Anything for Love Review

Grand Opera House York Wednesday 29th May 2019.

Reviewed by Michelle Richardson

4 Stars

Steve Steinman once again hit the Grand Opera House York, this time with his reworked Meatloaf Story, Anything for Love. Steinman has been touring the UK and beyond with his original Meatloaf Story and Vampires Rock for years, after appearing on Stars in your Eyes as Meatloaf. This brand-new tour has the added attraction of Lorraine Crosby, the original artist who sang with Meatloaf on Anything for Love, off the Bat Out Of Hell II album, she was also managed by Jim Steinman earlier in her career. This show was only the third performance of the tour, which continues right into next year.

I’m so glad to say that the theatre was packed out, not sold out, but enough of a crowd to provide a buzz and excitement with what we were about to experience. Straight away what hits you is the staging, with the huge bat right in the middle. Unexpectantly, for me anyway, the first tune we hear is Anything for Love, Crosby and Steinman’s vocals had me coming out in goose bumps. What followed was a feast of Meatloaf’s tunes from Bat Out of Hell I, II and III. We also get to hear a bit of Bonnie Tyler and Celine Dion. Steinman does the majority of the singing, but Crosby does her fair share, duets and solos, as well as providing us with tales of Bonnie Tyler and being a bad influence.

Steinman surrounds himself with a loyal group of performers, his ever-present side kick John Evans, providing backing vocals. It was strange to see him normal gear and not in his animal print legging and blue pvc pants. Emily Clarke, Trixi Bold and Victoria Hawley, the latter two continuing on from the fabulous Vampires Rock, provide the backing vocals and moves. Once again, the band were awesome, with some spectacular moments. We welcomed backed York’s own Henry Bird, who lapped up all the applause, this time he was joined by another York guitarist Damien Sweeting, Zoe Parr, pianist Andrew Present and the icing on the cake, the drummer, Pete Jean. Towards the end of the performance Jean performs a drum solo which was breath-taking, all I can say is wow!

Steinman is such a people person, interacting with audience, having a laugh at his and our expense, this is what makes his show so good and approachable, no wander he has such a group of loyal fans. Of course, what made the night was the encore of Bat Out of Hell, the absolute whole audience were on their feet singing and dancing.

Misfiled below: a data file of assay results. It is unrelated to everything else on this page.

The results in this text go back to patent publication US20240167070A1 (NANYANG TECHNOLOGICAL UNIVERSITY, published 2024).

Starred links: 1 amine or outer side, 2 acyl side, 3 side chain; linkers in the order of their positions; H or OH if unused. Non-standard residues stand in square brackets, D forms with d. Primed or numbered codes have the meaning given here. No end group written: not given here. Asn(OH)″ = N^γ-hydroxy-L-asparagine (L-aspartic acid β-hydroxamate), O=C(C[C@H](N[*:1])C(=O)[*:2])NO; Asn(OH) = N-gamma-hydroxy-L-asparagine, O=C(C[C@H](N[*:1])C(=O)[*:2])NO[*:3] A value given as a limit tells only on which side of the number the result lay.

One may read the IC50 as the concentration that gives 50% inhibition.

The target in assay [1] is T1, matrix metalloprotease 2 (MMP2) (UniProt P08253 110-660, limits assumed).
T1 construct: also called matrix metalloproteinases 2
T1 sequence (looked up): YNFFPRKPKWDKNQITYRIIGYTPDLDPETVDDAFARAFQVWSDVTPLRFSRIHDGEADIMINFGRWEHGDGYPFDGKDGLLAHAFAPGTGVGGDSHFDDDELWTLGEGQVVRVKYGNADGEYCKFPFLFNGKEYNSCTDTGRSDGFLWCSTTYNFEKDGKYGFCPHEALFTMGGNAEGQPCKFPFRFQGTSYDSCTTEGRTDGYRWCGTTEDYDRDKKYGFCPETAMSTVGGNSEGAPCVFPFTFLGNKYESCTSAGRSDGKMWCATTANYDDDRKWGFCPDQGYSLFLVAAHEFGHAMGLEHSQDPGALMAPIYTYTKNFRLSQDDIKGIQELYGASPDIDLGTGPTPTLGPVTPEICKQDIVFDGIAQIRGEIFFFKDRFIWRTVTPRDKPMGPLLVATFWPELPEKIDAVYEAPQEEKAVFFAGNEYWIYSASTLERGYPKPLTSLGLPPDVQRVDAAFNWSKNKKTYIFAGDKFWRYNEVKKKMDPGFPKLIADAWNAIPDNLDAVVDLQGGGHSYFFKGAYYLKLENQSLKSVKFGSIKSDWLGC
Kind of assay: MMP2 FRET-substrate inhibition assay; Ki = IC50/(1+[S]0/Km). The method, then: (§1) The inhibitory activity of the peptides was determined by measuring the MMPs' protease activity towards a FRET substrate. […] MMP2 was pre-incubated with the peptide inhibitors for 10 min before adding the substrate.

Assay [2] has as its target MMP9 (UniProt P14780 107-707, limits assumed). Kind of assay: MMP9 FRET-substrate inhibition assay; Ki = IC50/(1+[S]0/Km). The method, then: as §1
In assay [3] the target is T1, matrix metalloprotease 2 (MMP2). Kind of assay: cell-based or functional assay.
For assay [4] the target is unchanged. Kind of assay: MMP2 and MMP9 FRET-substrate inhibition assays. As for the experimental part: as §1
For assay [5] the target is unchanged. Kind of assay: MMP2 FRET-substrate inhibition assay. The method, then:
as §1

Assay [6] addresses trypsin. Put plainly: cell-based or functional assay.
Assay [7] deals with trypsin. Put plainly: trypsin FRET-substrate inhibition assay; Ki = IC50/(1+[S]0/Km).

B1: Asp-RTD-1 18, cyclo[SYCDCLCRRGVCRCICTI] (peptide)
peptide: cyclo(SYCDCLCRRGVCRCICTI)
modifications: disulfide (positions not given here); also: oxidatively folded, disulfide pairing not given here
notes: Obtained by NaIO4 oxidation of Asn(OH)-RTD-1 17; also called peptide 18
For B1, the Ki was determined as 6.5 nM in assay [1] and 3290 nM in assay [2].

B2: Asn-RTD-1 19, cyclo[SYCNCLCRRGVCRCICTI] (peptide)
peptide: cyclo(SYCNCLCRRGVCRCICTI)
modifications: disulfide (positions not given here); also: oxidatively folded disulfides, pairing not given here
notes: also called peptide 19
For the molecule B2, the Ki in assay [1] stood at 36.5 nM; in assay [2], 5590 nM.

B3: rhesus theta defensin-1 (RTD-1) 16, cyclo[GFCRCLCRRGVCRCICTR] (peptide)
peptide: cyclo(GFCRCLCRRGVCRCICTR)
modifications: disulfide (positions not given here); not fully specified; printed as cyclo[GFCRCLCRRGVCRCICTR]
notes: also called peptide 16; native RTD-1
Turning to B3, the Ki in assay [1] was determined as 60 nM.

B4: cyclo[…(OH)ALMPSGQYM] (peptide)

The only reason I have not given the show 5 stars is unfortunately down to the sound on occasion. Both have such powerful voices and pack a punch, but at times it was just resonating completely through my body and I could not hear the vocals clearly enough. Please don’t let this put you off as this may just be a local issue, or even just me and my hearing.

Again, Steinman has produced a cracker of a show, one not to miss for all, and you even get to see fireworks, what more could one want from a night out. I am now officially one of the fans who so look forward to his shows, bring on the next one.

Horrible Histories: Dreadful Deaf Review

Bristol Old Vic, Bristol – until 1st June 2019.

Reviewed by Jules Cooke.


Before the show even began I was captivated by the beautiful and vibrant set, surround by a variety of interesting looking costumes and props. Shortly after I arrived, the screen (which served as the backdrop) began to showcase some “amazing deaf people”, which was pleasant to watch as the rest of the audience found their seats.

As the show began, the actors immediately captured the audience with their huge personalities and strong stage presences. The three-strong cast was a mix of hearing and non-hearing artists, which felt fitting for this accessible performance aimed at both deaf and hearing folks. The company used both sign and spoken language, balancing the different forms of communication well, every moment was clear, expressive and engaging.

The actors were consistently entertaining, through a wide variety of stimulating characters. They took us on a journey beginning far away in Ancient Greece, leading us all through history right back to the Greece we know today. The stories they told were educational, funny and heart-warming, carrying us through a whole range of emotions.

The performers shared a wide range of poignant stories focusing on deaf people throughout history, presenting a well balanced and compelling perspective. The topics they dealt with were often difficult ones but were handled sensitively and humorously.

The show ended on a high note, with a positive and empowering message to all deaf people. After the show ended, the screen once again began to show a range of “amazing deaf people”, this time focusing on artists and creatives. I think this was a charming note to leave on, fitting nicely with the theme and message of their show.

This was an extremely engaging, visual show and I would highly recommend it to any audience.

Shakespeare’s The Tempest at Arundel Castle on 16-17 August

Shakespeare’s The Tempest at Arundel Castle

Arundel Castle in West Sussex is set to host two magical al-fresco performances of Shakespeare’s The Tempest on 16-17 August, kicking off the Arundel Festival.

Set within Arundel Castle’s critically-acclaimed Collector Earl’s Garden, alive with thousands of colourful blooms, these performances offer theatre lovers an experience unlike any other.